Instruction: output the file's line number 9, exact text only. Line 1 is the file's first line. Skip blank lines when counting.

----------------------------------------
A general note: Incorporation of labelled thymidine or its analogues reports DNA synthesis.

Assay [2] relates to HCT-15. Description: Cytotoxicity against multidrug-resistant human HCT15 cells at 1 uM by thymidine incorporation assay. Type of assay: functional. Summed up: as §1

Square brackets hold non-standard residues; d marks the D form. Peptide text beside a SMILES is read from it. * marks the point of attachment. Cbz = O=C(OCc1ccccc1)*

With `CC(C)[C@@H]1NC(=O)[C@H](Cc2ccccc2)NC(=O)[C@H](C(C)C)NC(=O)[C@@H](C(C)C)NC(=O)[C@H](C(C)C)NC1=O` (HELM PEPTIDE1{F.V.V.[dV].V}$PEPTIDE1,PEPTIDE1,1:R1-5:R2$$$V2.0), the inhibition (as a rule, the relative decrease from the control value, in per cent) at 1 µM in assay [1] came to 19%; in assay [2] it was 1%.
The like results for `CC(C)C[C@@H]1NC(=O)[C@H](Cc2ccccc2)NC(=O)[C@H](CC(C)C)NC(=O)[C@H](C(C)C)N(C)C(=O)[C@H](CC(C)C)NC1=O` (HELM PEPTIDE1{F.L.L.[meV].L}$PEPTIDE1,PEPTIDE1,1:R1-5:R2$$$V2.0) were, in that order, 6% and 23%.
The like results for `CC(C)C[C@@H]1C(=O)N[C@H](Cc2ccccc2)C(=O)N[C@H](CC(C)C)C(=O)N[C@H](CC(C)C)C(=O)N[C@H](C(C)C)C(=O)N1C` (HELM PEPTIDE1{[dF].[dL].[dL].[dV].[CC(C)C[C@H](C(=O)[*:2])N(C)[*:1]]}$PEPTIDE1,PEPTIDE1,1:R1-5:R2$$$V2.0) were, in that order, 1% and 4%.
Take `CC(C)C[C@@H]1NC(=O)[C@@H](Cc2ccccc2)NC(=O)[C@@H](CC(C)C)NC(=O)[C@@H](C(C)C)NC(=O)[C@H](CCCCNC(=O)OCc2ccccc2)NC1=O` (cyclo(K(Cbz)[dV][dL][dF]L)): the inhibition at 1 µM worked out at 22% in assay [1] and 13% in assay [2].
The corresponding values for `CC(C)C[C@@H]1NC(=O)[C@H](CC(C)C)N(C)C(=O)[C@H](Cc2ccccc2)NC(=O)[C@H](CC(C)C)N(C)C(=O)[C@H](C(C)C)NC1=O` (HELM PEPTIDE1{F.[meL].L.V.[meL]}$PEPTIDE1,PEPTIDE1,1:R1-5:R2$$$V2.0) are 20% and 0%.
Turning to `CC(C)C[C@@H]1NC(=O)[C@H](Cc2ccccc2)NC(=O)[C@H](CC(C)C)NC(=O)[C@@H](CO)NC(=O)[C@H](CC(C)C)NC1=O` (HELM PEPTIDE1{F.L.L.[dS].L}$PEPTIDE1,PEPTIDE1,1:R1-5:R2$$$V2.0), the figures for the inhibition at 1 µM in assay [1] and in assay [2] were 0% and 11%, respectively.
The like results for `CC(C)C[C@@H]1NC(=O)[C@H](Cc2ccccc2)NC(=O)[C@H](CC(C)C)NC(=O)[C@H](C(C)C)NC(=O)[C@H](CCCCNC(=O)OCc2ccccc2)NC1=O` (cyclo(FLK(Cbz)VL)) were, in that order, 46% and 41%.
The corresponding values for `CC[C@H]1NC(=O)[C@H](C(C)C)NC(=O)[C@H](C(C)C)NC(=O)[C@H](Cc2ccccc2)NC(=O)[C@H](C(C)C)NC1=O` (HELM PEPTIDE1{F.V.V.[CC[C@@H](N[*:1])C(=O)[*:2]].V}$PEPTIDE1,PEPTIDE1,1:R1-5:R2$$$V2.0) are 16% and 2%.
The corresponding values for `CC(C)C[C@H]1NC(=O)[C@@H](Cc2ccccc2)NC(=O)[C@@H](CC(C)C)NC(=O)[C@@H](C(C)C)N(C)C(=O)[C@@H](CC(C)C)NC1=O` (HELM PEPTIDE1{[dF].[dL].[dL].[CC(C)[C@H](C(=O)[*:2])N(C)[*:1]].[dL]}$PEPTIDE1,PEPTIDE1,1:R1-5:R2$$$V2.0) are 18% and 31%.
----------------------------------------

Turning to `CC(C)C[C@@H]1NC(=O)[C@H](Cc2ccccc2)NC(=O)[C@H](CC(C)C)NC(=O)[C@@H](CO)NC(=O)[C@H](CC(C)C)NC1=O` (HELM PEPTIDE1{F.L.L.[dS].L}$PEPTIDE1,PEPTIDE1,1:R1-5:R2$$$V2.0), the figures for the inhibition at 1 µM in assay [1] and in assay [2] were 0% and 11%, respectively.